Boca Raton’s single-family neighborhoods are under attack. A developer’s proposal seeks a zoning change that increased density, height and uses (basically multi-family buildings) in Boca’s single-family residential districts.
The developer requested a zoning change to allow assisted living facilities (ALF) in Boca’s low-density R-1-D designated neighborhoods. The request has a sponsor and is bypassing the normal process for a zoning change. This article provides the details, the impacts and the actions that residents must take before it’s too late. If nothing else, you can sign the petition here.
On August 10, 2021, Religious Science Unlimited and its agent Jay Whelchel of Whelchel Partners made a request to amend the City Code of Ordinances. That request is to allow for ALF as a “conditional use” in Boca residential districts.
Included with the request was a proposal to develop a three story 135,238 square foot ALF in the Boca Square neighborhood. The building has a mean height of 35 feet with three Cupola towers reaching 46 feet. And, as a multi-family building, has 120 apartments with kitchens, 61 parking spaces, and a linear art park.
The location for the proposed development is at the intersection of Palmetto Park Road and 12th Avenue. The proposed development replaces an 8,460 square foot 1-story church building.
Local Impacts of Zoning Change
The zoning change as written by Whelchel Partners, impacts not only the surrounding neighborhoods but, as written, affects other Boca R-1-D zoned neighborhoods with major roads nearby. The zoning change also increases the allowable density of beds per acre.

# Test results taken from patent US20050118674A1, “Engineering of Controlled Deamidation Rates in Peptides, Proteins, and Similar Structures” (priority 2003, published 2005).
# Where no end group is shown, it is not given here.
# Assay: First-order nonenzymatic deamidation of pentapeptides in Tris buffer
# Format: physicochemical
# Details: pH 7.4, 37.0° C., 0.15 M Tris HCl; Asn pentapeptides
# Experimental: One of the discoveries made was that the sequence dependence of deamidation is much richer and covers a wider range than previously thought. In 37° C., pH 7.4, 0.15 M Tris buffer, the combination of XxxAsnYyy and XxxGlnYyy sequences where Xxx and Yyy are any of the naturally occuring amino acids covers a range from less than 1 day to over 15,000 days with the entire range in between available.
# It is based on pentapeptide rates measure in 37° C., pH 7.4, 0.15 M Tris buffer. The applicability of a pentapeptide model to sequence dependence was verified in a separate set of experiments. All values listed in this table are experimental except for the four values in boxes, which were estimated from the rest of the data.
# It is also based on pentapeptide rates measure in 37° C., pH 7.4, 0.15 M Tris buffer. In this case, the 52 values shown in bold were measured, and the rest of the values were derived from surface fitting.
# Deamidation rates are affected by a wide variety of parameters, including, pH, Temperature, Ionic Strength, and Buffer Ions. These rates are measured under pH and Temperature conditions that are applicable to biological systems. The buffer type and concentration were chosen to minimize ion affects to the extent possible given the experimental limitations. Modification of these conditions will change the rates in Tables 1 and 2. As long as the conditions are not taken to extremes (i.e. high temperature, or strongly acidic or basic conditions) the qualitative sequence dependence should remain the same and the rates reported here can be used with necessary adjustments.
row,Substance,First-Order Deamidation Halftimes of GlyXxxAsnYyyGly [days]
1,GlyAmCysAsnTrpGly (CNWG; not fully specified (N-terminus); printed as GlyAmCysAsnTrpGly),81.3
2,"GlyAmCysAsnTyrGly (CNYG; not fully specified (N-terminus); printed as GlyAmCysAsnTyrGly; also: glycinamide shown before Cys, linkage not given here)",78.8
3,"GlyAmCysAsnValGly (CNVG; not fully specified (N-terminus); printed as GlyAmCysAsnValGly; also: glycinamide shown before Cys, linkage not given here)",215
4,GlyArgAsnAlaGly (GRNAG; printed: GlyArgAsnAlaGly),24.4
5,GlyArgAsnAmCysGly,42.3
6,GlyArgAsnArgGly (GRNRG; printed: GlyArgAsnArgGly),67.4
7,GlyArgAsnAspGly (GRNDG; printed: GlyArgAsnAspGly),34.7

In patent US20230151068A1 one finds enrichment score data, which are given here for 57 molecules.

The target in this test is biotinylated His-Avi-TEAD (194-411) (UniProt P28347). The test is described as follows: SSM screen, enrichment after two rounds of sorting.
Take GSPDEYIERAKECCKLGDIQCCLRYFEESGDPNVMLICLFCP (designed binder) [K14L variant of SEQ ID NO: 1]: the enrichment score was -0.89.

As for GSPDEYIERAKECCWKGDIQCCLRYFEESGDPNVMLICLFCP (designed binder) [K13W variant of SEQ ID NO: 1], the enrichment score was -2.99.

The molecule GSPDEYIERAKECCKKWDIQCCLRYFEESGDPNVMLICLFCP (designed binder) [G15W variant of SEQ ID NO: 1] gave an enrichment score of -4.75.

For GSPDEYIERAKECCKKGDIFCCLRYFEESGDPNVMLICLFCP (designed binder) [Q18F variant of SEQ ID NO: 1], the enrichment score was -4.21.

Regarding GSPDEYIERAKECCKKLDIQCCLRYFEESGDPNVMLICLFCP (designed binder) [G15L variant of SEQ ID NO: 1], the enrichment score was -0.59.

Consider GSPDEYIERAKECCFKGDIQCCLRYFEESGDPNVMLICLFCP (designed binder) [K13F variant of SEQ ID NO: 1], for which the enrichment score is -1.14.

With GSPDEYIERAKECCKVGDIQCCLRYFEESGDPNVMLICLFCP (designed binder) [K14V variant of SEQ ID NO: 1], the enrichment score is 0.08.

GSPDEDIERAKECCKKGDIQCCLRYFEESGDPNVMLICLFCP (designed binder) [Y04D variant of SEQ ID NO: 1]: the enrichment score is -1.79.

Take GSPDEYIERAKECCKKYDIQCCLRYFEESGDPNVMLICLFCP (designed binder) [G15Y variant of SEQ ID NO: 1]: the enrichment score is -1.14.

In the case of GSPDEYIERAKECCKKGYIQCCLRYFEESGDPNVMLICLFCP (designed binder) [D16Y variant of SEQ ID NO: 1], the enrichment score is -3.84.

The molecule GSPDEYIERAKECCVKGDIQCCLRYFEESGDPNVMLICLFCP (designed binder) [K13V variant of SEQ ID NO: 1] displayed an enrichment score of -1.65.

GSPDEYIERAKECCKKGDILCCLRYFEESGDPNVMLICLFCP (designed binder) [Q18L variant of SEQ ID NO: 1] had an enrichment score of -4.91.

The first target for this change is the existing church property at 2 Southwest 12th Avenue. As shown below, it is surrounded by single family homes that are typical of residentially zoned neighborhoods in Boca. Note the church building is low profile with plenty of open space between the church building and surrounding residences.
The proposed development demolishes the low profile 8,460 square foot church building and replaces it with a 135,238 square foot, three story building as shown below. It’s bigger, taller and has less open space.
Concerns of the neighbors relate to it being out of character for the area. In particular, the concerns are its impact to privacy, traffic and environment. These were communicated to the city and Whelchel Partners but the proposal is proceeding. The project sponsor is Council Member Mayotte.
City-wide Zoning Change Impacts
This is not a zoning change for just this one Assisted Living Facility. Nor is it just an issue just for the Boca Square neighborhood. Zoning laws protect the city from ad-hoc development and they define and defend its character. A “super-majority” of the City Council is required to change the zoning for the church to be replaced by an ALF. But, this requirement has been knocked down to a simple majority.
A zoning change to allow development of a particular parcel should not have a negative impact on other areas of the city. But this one does. It will affect all R-1-D residential areas in Boca. The City Council should be reject it.
You can find out if your neighborhood’s zoning designation is “R1D” in the Boca City zoning map at myboca.us. To do this, go to the map and zoom into your neighborhood. The zoning designation is in bold caps as in the example below.
Call to Action
It’s early in the life of this proposal but shortcuts have already been approved to make it go fast. Now is the time residents must to act. Whether you are in an R-1-D neighborhood or not, allowing this zoning change sets a precedent, Boca residents need to sign the attached petition. You can download a copy of the petition, FAQs and instructions here.
Please forward it to your Boca Raton family and friends and ask them to complete this petition to help save our Boca Raton neighborhoods. And, as always, write the Mayor and Council Members.
Good governance begins with citizen involvement. Have your voice heard at City Hall by contacting your City Council/CRA Members at firstname.lastname@example.org
Council Members (left to right): Council Member Marc Widger, Yvette Drucker, Mayor Scott Singer, Deputy Mayor Monica Mayotte, Council Member Fran Nachlas